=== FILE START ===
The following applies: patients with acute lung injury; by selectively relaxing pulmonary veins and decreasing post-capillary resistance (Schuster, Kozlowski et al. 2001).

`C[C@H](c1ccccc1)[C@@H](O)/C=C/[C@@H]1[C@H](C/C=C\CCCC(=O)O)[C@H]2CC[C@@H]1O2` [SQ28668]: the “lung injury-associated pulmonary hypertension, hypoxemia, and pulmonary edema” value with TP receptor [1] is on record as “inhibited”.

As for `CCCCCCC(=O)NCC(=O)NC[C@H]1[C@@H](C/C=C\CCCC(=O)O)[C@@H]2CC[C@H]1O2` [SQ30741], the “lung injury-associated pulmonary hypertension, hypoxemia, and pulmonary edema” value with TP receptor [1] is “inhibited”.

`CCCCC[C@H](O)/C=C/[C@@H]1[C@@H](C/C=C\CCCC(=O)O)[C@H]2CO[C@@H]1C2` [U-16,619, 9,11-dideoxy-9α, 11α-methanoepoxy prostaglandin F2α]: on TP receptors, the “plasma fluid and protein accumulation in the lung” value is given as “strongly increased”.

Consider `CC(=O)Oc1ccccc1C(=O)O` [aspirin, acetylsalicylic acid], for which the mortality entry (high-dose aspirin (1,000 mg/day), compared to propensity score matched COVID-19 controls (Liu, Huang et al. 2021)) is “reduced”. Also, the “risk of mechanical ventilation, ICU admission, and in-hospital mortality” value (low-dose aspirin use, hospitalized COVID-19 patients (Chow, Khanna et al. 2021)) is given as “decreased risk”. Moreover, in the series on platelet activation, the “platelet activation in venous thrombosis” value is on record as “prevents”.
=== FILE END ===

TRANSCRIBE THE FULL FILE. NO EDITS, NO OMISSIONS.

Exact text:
The following applies: patients with acute lung injury; by selectively relaxing pulmonary veins and decreasing post-capillary resistance (Schuster, Kozlowski et al. 2001).

`C[C@H](c1ccccc1)[C@@H](O)/C=C/[C@@H]1[C@H](C/C=C\CCCC(=O)O)[C@H]2CC[C@@H]1O2` [SQ28668]: the “lung injury-associated pulmonary hypertension, hypoxemia, and pulmonary edema” value with TP receptor [1] is on record as “inhibited”.

As for `CCCCCCC(=O)NCC(=O)NC[C@H]1[C@@H](C/C=C\CCCC(=O)O)[C@@H]2CC[C@H]1O2` [SQ30741], the “lung injury-associated pulmonary hypertension, hypoxemia, and pulmonary edema” value with TP receptor [1] is “inhibited”.

`CCCCC[C@H](O)/C=C/[C@@H]1[C@@H](C/C=C\CCCC(=O)O)[C@H]2CO[C@@H]1C2` [U-16,619, 9,11-dideoxy-9α, 11α-methanoepoxy prostaglandin F2α]: on TP receptors, the “plasma fluid and protein accumulation in the lung” value is given as “strongly increased”.

Consider `CC(=O)Oc1ccccc1C(=O)O` [aspirin, acetylsalicylic acid], for which the mortality entry (high-dose aspirin (1,000 mg/day), compared to propensity score matched COVID-19 controls (Liu, Huang et al. 2021)) is “reduced”. Also, the “risk of mechanical ventilation, ICU admission, and in-hospital mortality” value (low-dose aspirin use, hospitalized COVID-19 patients (Chow, Khanna et al. 2021)) is given as “decreased risk”. Moreover, in the series on platelet activation, the “platelet activation in venous thrombosis” value is on record as “prevents”.